Watching a band lose its identity is never pretty.
Save for a seven-year span from 1997 to 2004 (about the time alternative was getting overcrowded to the point it was safe for many bands to come out of hiding), they’ve still been not only active but not a whole lot has changed with their style. The piston-drill sound they’ve always had is still intact, leaving many to wonder what else could be done with a seemingly one-dimensional style.
The question is answered on Seeing Eye Dog: change up the lyrics and vocal style of frontman Page Hamilton. The main force behind the band keeps the main thrust of the band’s attack but changes up the targeting system, leaving behind in its wake a surprisingly three-dimensional record – even if that image is somewhat of a mess.
“So Long” seems to pick up right where they left off, with “seems” being the operative word. The riff, as you could expect, will beat you senseless – but the moment Hamilton opens his mouth and sounds a lot like Therapy?’s Andrew Cairns, something’s amiss. No longer content to drone on like he used to in what was mostly a futile attempt to overpower his own music, Hamilton plays the part of vocal chameleon, changing his voice to match the emotion or mood he’s going for. Just that small of a change, believe it or not, makes a world of difference.
The title track mocks and deride, while “LA Water” is more wistful (if not a bit ironic). Helmet has always been falsely accused of being all about the anger, but this time Hamilton – now 50 years old – is looking to euthanize that perception. The range of emotion coming from Hamilton, from a vocal standpoint, even surprised Hamilton, as he told NoiseCreep, ””Once I got on the mic this thing came out — this voice and [vocal producer Mark Ren] was like, ‘Holy f—‘ And I go, ‘Yeah. That’s what I wanted.’ Because I knew it needed that sort of delivery.”
Mission accomplished, in that respect. The effect is so stark that Helmet, particularly on tracks like “White City” with its laid-back chugging and weaving melody, almost seems like a different band. “And Your Bird Can Sing” sounds so much like Smashing Pumpkins that Billy Corgan is taking notes as he’s listening. The odd mid-album instrumental “Moprphing” is a piece Hans Zimmer would be better to critique than anyone else. Then there are also examples, such as “In Person” which follows “Unsung”’s pattern to the hilt, that it all sounds too familiar.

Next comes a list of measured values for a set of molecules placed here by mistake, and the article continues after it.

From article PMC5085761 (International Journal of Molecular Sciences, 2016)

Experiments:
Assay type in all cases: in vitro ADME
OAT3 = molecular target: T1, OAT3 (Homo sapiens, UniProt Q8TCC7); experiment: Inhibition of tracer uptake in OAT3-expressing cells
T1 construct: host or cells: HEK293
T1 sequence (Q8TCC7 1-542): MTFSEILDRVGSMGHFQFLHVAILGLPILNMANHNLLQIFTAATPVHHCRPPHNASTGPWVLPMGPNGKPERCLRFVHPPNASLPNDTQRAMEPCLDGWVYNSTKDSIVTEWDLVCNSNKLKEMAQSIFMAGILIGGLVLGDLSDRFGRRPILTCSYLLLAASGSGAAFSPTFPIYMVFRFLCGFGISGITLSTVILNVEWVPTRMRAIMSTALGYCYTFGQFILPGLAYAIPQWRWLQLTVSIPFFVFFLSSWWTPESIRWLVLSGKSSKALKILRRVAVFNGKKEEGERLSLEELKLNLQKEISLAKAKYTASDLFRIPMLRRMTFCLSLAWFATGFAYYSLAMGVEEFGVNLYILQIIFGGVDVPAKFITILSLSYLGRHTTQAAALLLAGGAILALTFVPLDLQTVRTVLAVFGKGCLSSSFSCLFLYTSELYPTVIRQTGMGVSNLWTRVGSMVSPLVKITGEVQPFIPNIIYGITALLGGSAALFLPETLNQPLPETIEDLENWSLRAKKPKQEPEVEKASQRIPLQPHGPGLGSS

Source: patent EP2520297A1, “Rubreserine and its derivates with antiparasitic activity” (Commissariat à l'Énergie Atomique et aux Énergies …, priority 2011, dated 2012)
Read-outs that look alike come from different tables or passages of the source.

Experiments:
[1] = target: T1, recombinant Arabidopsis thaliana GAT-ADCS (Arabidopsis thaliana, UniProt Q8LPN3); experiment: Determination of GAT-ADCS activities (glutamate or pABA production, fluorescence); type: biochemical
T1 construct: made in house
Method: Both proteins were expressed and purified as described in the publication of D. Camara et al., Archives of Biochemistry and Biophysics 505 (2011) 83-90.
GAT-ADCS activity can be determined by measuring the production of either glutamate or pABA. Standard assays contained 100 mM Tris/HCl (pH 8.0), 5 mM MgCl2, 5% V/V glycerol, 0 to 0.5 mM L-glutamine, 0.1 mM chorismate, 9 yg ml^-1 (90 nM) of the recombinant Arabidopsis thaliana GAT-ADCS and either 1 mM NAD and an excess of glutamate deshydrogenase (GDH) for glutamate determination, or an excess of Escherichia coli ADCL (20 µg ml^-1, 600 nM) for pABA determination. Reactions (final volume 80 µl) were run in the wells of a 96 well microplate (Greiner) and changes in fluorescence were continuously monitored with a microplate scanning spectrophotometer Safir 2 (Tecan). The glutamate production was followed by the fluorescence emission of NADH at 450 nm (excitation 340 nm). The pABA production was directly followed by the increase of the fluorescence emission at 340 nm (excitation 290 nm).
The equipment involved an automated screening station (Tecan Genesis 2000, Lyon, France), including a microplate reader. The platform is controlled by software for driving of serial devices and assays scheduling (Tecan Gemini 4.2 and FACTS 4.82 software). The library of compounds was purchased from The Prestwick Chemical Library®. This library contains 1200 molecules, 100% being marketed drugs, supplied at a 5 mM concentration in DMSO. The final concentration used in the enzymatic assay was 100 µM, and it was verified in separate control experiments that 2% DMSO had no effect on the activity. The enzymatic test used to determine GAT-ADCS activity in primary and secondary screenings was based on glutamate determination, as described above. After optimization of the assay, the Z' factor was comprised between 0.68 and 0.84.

Seeing Eye Dog is a rather uneven record. That could be used to describe almost anything, but here the term is at its best example. On the surfac, there’s virtually no difference. The rhythms and signatures, as they always have (for those that paid attention), keeps in with Hamilton’s jazz influences. Chris Traynor’s guitar, Hamilton’s mood notwithstanding, is still content to bullet itself in to your brain the whole time the record spins. The trademark noisy piledriver sound is still intact, but the usual chaos, instead of serving the band’s mission, veers entirely out of control.
There’s nothing wrong with a band experimenting, but sounding like other acts defeats the purpose entirely – unless Hamilton has always secretly envied Corgan, which could be a news story in and of itself. The trademark noise-rock is there, sounding like Helmet at times, but at other occasions they sound like a completely different or – worst of all – other peers.
Helmet’s new album should be recognized for accomplishing its goal of branching out emotionally. However, in doing such, Seeing Eye Dog becomes a study in losing an identity. The album doesn’t follow suit musically on a consistent basis at all, which would be great if they maintained quality all the way around. Helmet sounding like any other band is a feat once thought impossible, but it happens here much to the detriment of this new album.